Saturday 29 December 2007

Favourite Things (1)

A customer and friend suggested I should write about some of the records closest to my heart, and I'm happy to oblige. So this is the first of an occasional series; it's not in any way meant to be a 'best of' listing nor an 'essential records'- these are simply performances I would not want to be without.

Sidney Bechet: The Bechet/ Spanier Big Four

I started to listen to jazz during the British trad boom in the '60s, and much of my musical education came from listening to Peter Clayton's BBC radio jazz programme. I soon graduated to bebop & beyond (and Charles Fox) but I think it must have been on the radio that I first heard the New Orleans clarinet & soprano saxophone player Sidney Bechet.

Bechet's style was direct and imperious, and I found it thrilling; the wide, flaring vibrato that many thought excessive seemed to me to give his music an almost operatic drama; he would often try to dominate the ensemble, wresting the lead from the trumpeter, and he usually succeeded, though Wild Bill Davison faced him down on the Blue Notes they made together in the '40s.

In general he did not get on well with trumpet players; his relationship with Louis Armstrong was particularly difficult, and though the records they made together in 1923 under Clarence Williams' name are wonderful, and would be more wonderful still save for the presence of Eva Taylor, their 1940 reunion is a real disappointment. And there's a great story in John Chilton's Bechet biography concerning an Armstrong concert where Bechet was also booked to play. Bechet did not turn up, pleading illness, but was later seen jamming in a club. Armstrong's mob-connected manager sent him a note suggesting that in future he should stay out of smoky dives for the sake of his health!

Listening to the recordings Bechet and Bunk Johnson made together for Blue Note, I get the impression that Bechet held himself back, playing only clarinet rather than the more aggressive soprano sax, knowing that Bunk was scarcely playing at full strength. But the Bechet/Spanier sessions, recorded just before the reunion with Armstrong in 1940, are a rare example of Bechet choosing to cooperate with, rather than struggle against a trumpeter- or in this case cornet-player.

There are 10 sides, including 2 alternate takes, mostly around 4 minutes each; they were recorded for HRS, a pioneering independent jazz label- read the HRS story here, and issued on 12" 78s. The page also gives a link to Dan Morgenstern's excellent notes on the Bechet sessions, though he is kinder to the rather pedestrian guitar and bass work of Carmen Mastren and Wellman Braud than I would be. But it's the interplay between Spanier's forthright but relaxed cornet lead, open and muted, and Bechet's complementary sax and clarinet lines which is important, and even if Bechet had - like many other jazz improvisers- some set phrases he tended to repeat, the intensity of his playing makes them appear newly-minted. And here for once Bechet works with the lead instrument, not dominating or deferring. Listen to Sweet Sue- it opens with solo breaks, then a beautifully balanced ensemble. Bechet solos on soprano with Spanier playing quietly behind, then returns the complement during Spanier's solo. He then switches to clarinet playing chalumeau behind the guitar solo. More ensemble with Bechet still on clarinet, then back to the breaks and out. A remarkable variety of textures for a quartet, and great timeless jazz.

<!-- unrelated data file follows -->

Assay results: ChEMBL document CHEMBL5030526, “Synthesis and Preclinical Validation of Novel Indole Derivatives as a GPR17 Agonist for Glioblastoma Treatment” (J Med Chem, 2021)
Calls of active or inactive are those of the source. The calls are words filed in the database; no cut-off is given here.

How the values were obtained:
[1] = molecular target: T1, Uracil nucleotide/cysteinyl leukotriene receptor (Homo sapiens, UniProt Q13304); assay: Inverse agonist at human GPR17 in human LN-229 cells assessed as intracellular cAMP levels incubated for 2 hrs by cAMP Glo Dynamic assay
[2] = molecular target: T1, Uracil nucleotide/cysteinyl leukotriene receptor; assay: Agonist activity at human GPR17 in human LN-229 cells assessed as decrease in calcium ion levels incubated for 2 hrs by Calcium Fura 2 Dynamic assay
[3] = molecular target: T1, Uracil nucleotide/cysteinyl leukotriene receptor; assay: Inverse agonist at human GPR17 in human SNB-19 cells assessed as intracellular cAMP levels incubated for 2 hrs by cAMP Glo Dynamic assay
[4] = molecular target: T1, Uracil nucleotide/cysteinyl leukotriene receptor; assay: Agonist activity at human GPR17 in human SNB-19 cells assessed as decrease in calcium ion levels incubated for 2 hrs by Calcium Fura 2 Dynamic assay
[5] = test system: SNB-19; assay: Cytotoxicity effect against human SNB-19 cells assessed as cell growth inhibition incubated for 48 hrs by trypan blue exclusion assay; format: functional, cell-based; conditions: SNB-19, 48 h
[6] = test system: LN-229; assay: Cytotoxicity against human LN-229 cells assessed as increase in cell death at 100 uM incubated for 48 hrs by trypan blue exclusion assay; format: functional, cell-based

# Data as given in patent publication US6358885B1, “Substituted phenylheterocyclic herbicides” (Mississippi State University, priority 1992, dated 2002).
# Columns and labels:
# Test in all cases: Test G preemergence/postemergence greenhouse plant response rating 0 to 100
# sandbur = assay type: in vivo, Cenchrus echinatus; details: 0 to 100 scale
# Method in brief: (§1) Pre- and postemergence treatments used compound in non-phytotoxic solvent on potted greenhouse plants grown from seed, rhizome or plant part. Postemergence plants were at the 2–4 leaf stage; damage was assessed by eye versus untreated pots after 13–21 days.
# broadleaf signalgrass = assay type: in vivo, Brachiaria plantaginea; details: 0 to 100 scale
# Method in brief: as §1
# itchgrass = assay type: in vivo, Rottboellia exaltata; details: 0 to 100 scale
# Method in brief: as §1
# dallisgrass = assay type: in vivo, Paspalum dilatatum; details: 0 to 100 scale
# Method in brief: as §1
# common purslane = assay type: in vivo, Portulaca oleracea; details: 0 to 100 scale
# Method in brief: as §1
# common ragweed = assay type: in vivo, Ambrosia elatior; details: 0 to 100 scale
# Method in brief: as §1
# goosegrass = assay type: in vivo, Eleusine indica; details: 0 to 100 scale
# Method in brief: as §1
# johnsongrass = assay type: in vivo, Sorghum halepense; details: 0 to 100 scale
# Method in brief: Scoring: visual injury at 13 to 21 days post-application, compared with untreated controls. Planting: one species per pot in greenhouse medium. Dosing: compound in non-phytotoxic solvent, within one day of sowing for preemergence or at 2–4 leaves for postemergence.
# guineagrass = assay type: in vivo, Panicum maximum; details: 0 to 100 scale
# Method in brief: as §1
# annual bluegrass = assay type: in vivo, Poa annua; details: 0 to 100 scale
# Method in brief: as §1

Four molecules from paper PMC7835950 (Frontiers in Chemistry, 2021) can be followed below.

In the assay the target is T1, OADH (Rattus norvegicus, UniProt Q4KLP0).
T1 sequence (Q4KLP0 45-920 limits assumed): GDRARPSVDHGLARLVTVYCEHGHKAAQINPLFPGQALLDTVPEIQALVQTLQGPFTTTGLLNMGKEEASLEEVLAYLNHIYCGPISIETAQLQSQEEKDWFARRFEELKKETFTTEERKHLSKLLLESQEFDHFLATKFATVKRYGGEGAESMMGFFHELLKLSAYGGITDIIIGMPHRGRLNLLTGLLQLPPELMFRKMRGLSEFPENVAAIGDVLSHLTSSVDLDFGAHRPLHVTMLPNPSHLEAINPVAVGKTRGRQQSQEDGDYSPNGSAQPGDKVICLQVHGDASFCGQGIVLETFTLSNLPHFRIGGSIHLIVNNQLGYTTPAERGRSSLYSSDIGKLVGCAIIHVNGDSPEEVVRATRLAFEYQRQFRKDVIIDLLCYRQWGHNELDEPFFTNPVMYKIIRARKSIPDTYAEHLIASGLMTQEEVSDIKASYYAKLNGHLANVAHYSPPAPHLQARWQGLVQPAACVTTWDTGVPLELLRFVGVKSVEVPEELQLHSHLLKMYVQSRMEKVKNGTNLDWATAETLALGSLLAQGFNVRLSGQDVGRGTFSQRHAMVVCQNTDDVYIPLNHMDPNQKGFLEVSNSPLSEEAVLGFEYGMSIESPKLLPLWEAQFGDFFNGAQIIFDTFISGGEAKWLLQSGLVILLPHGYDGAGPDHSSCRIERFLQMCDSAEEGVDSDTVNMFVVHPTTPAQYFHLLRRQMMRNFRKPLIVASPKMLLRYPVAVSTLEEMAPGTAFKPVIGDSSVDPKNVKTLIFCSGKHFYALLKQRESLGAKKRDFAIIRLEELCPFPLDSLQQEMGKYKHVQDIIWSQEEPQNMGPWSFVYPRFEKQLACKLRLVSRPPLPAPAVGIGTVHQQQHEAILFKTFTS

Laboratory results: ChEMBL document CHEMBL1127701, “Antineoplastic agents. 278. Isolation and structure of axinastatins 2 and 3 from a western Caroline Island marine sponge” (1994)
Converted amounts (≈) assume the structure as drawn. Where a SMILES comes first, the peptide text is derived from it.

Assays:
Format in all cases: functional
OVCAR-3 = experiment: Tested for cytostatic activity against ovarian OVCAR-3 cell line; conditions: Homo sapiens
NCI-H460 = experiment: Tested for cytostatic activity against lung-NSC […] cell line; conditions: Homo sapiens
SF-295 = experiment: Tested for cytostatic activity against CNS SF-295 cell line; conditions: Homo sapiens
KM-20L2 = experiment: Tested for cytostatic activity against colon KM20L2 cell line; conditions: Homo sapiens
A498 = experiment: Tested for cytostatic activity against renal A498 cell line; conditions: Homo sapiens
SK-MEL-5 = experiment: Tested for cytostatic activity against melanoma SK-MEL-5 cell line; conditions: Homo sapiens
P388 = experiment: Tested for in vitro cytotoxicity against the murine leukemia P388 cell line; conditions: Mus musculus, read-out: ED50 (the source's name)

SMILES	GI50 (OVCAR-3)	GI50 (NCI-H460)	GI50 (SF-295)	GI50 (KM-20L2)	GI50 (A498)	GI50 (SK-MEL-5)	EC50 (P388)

I first came across these sides on an Ember lp- A Tribute to Sidney Bechet, which had room for all 10 sides, but omitted One Hour and the 2 alternates in favour of 2 tracks from another HRS session featuring Rex Stewart, Lawrence Brown & Barney Bigard on leave from Duke's band. This strange decision is made worse by the claim in Bix Curtis' sleevenotes that 'this is the 1st time all the tracks have been issued on one album in this country'. The sides have been issued countless times on lp and cd, and are easy to find.

And they are proof, if such were needed, that jazz soprano playing did not begin with Coltrane or Steve Lacy.

Wednesday 26 December 2007

Cecil Payne

A friend just rang me to ask if I'd heard of the death of bebop baritone player Cecil Payne at the end of November. Last year we had been in New York together, and I'd read that Payne was playing at the Kitano Hotel, a swanky mid-town joint which had started featuring jazz regularly.

Frankly, I was surprised to learn that Payne was still alive, and decided that the chance to hear him live was not to be missed, despite the fact that I'm not keen on the mid-town clubs- they're too plush and the beer's too expensive, and I resent the practice of adding your cover to the drinks bill, charging tax on it, and (I suspect) assuming you'll add a tip based on the total.
I persuaded my friend (not much of a jazz fan) to come along, hoping he would not resent a evening spent listening to an 80+ -year-old baritone player. To my delight he later told me it was the highlight of his stay.

And it was a delight; we were a little nervous when an old frail man with thick plastic glasses was wheeled onto the bandstand and his instrument was hung round his neck. The rest of the sextet, including to my great pleasure Harold Mabern on piano, assembled, and we were treated to an hour of high quality bebop. Payne's tone was secure, and though his breath came in shorter bursts his phrasing was nimble, and he did not hold back at all- he soloed as much as anyone, and took a ballad feature. It's a night I'll remember.